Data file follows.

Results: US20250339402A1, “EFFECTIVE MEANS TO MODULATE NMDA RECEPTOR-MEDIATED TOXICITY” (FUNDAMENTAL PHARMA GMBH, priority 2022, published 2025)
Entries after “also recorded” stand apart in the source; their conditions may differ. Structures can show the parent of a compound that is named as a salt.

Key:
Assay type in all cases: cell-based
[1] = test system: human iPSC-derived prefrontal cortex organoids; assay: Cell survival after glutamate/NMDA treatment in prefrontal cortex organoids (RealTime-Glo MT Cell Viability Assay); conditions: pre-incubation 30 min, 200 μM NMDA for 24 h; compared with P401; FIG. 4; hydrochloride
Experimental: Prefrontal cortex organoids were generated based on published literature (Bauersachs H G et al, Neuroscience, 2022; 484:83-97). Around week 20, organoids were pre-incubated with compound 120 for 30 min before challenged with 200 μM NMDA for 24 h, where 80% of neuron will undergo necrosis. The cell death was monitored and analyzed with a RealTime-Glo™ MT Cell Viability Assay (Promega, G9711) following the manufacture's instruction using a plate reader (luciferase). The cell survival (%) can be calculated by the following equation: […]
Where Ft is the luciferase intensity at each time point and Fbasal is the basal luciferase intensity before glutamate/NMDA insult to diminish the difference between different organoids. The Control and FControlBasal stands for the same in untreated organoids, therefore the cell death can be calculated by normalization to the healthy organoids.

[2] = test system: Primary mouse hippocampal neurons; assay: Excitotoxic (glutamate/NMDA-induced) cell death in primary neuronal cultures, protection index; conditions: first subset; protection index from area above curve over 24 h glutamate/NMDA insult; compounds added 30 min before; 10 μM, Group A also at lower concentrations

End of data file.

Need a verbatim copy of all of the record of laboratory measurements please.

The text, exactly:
Results: US20250339402A1, “EFFECTIVE MEANS TO MODULATE NMDA RECEPTOR-MEDIATED TOXICITY” (FUNDAMENTAL PHARMA GMBH, priority 2022, published 2025)
Entries after “also recorded” stand apart in the source; their conditions may differ. Structures can show the parent of a compound that is named as a salt.

Key:
Assay type in all cases: cell-based
[1] = test system: human iPSC-derived prefrontal cortex organoids; assay: Cell survival after glutamate/NMDA treatment in prefrontal cortex organoids (RealTime-Glo MT Cell Viability Assay); conditions: pre-incubation 30 min, 200 μM NMDA for 24 h; compared with P401; FIG. 4; hydrochloride
Experimental: Prefrontal cortex organoids were generated based on published literature (Bauersachs H G et al, Neuroscience, 2022; 484:83-97). Around week 20, organoids were pre-incubated with compound 120 for 30 min before challenged with 200 μM NMDA for 24 h, where 80% of neuron will undergo necrosis. The cell death was monitored and analyzed with a RealTime-Glo™ MT Cell Viability Assay (Promega, G9711) following the manufacture's instruction using a plate reader (luciferase). The cell survival (%) can be calculated by the following equation: […]
Where Ft is the luciferase intensity at each time point and Fbasal is the basal luciferase intensity before glutamate/NMDA insult to diminish the difference between different organoids. The Control and FControlBasal stands for the same in untreated organoids, therefore the cell death can be calculated by normalization to the healthy organoids.

[2] = test system: Primary mouse hippocampal neurons; assay: Excitotoxic (glutamate/NMDA-induced) cell death in primary neuronal cultures, protection index; conditions: first subset; protection index from area above curve over 24 h glutamate/NMDA insult; compounds added 30 min before; 10 μM, Group A also at lower concentrations